Another instance is that of a respectable society, who have made the experiment, and practised it with success now more than a hundred years.—I mean the Quakers. It is an established rule with them that they are not to go to law, but in their controversies they must apply to their monthly, quarterly, and yearly meetings. Committees of these sit with patience to hear the parties, and spend much time in composing their differences. In doing this, they are supported by a sense of duty; and the respect paid to usefulness. It is honorable to be so emVol. I. < 3 C
ployed, but it was never made profitable by salaries, fees, or perquisites. And indeed in all cases of public service, the less the profit the greater the honor.
To bring the matter nearer home, have we not seen the greatest and most important of our offices, that of general of our armies, executed for eight years together, without the smallest salary, by a patriot whom I will not now offend by any other praise: and this through fatigues and distresses in common with the other brave men his military friends and companions, and the constant anxieties peculiar to his station r and shall we doubt finding three or four men in all the United States, with public spirit enough to bear sitting in peaceful council, for perhaps an equal term, merely to preside over our civil concerns, and see that our laws are duly executed r Sir, I have a better opinion of our country. I think we shall never be without a sufficient number of wise and good men to undertake and execute, well and faithfully, the office in question.
Sir, the saving of the salaries, that may at first be proposed, is not an object with me. The subsequent mischiefs of proposing them are what I apprehend. And therefore it is that I move the amendment. If it is not seconded or accepted, I must be contented with the satisfaction of having delivered my opinion frankly, and done my duty.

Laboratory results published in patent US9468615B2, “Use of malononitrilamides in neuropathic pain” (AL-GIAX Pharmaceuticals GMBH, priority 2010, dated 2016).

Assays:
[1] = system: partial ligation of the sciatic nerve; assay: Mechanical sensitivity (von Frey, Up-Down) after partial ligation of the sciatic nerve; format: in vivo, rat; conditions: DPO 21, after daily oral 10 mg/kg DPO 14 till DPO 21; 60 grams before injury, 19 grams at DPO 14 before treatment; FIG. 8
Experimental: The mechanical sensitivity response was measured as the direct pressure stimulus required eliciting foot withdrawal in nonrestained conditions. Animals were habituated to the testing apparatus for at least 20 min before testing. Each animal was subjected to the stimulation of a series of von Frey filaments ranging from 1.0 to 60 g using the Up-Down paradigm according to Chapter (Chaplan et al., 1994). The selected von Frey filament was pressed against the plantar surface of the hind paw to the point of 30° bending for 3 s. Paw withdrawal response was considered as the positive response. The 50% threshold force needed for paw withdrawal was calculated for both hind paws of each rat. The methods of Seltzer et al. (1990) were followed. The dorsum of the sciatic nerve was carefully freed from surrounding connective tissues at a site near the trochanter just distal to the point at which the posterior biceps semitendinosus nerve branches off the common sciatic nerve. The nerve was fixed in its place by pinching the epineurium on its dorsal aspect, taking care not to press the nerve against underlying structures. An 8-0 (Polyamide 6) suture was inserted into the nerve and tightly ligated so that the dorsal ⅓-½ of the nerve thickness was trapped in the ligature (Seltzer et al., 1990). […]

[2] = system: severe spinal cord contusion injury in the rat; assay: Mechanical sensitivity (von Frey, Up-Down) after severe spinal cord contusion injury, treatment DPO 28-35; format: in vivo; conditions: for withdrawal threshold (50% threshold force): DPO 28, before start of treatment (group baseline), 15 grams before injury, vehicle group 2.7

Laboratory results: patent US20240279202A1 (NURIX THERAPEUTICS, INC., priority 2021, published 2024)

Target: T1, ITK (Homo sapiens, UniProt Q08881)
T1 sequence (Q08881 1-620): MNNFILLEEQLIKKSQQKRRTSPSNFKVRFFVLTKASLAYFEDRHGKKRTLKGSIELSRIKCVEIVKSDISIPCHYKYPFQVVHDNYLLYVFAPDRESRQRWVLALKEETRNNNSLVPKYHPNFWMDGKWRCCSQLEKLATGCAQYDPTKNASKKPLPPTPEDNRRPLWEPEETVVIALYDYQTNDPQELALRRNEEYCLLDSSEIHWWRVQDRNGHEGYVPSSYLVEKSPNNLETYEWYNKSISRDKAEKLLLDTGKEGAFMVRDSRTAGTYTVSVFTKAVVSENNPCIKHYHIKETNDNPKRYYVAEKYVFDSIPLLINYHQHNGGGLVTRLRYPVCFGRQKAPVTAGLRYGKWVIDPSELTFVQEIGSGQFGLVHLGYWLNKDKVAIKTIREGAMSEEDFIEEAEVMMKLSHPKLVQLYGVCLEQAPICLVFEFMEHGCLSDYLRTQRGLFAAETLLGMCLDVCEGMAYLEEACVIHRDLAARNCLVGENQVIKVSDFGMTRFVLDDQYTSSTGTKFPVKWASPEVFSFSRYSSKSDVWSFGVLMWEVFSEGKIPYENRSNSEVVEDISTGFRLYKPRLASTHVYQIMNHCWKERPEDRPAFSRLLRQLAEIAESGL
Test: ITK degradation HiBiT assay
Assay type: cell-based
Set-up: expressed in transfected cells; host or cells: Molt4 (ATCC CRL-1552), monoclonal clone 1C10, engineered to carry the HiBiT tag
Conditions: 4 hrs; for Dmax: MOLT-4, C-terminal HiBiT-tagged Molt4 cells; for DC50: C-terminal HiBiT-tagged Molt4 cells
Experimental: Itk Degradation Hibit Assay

Speech of Dr. Franklin in a Committee of the Convention.
On the Proportion of Representation and Votes.
It has given me great pleasure to observe that till this point, the Proportion of Representation, came before us, our debates were carried on with great coolness and temper. If any thing of a contrary kind has on this occasion appeared, I hope it will not be repeated; for we are sent hither to consult, not to contend, with each other; and declarations of a fixed opinion and of determined resolutions never to change it, neither enlighten nor convince us. Positiveness and warmth on one side naturally beget their like on the other; and tend to create and augment discord, and division, in a great concern, wherein harmony and union are extremely necessary, to give weight to our counsels, and render them effectual in promoting and securing the. common good.
I must own that I was originally of opinion it would be better if every member of congress, or our national council, were to consider himself rather as a representative of the whole, than as an agent for the interests of a particular state, in which case the proportion of members for each state would be of less consequence, and it would not be very material whether they voted by states or individually. But as I find this is not to be expected, I now think the number of representatives should bear some proportion to the number of the represented, and that the decisions should be by the majority of members, not by the majority of states. This is objected to from an apprehension that the greater states would then swallow up the smaller. I do not fit present clearly see what advantage the greater states could propose to themselves, by swalJpwing the smaller, and therefore do not apprehend they would attempt it. I recollect that in